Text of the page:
Carrie Bradshaw Is No Sex Expert
As a millennial sex journalist, I've spent all of my career writing in the shadow of a fictional legend in my field. I can recall in 2018, as I transitioned from my sex shop job to starting a blog, 20 whole years after the world met this character, that her life was the image most easily conjured by strangers who inquired innocently about my profession.
"I'm a sex educator and a writer," I'd offer, already wincing. "Oh!" the inevitable reply would come. "Just like Carrie Bradshaw!"
Well, not quite. As the protagonist of HBO staple "Sex and the City," Carrie Bradshaw was indeed a sex columnist for a New York newspaper, just like her creator, Candace Bushnell. The difference is, both the original column as penned by Bushnell and Carrie's on the sitcom it spawned are explicitly intended as entertainment, and not education, or even necessarily to inform.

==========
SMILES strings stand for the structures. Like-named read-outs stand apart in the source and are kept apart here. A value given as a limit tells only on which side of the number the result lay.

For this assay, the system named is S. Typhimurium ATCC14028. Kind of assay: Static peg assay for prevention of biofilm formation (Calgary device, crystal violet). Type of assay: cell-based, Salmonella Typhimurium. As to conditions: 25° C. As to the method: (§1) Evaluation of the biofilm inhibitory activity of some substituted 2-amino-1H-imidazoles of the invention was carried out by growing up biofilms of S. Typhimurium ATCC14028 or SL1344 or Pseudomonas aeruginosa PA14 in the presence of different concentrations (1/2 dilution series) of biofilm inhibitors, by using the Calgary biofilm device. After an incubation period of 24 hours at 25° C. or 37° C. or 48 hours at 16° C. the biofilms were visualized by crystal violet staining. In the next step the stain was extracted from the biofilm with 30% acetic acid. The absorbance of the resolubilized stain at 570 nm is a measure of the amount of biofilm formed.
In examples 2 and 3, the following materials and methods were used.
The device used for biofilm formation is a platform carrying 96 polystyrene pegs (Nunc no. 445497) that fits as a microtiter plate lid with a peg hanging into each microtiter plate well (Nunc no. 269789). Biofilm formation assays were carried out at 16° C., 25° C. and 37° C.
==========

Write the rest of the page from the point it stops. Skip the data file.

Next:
And yet, woven into the discourse surrounding Carrie's complicated legacy is an underlying assumption that Carrie is some sort of sex expert or "guru" just because she had a regular writing gig on the topic. Carrie doesn't fit that description by the standards of today or two decades ago, but it says a lot about the rest of us that we foisted it upon her anyway.
A world of wondering
For what it's worth, I don't believe Carrie would consider herself a sex expert, either. Early in the series, as she banters with her principal paramour, Mr. Big, she refers to herself as a "sexual anthropologist" as a means of describing her work, in lieu of a "sex journalist" or even "sex researcher." Her choice of euphemism tellingly paints her in the light of a perpetual, casual observer, as opposed to a trained professional.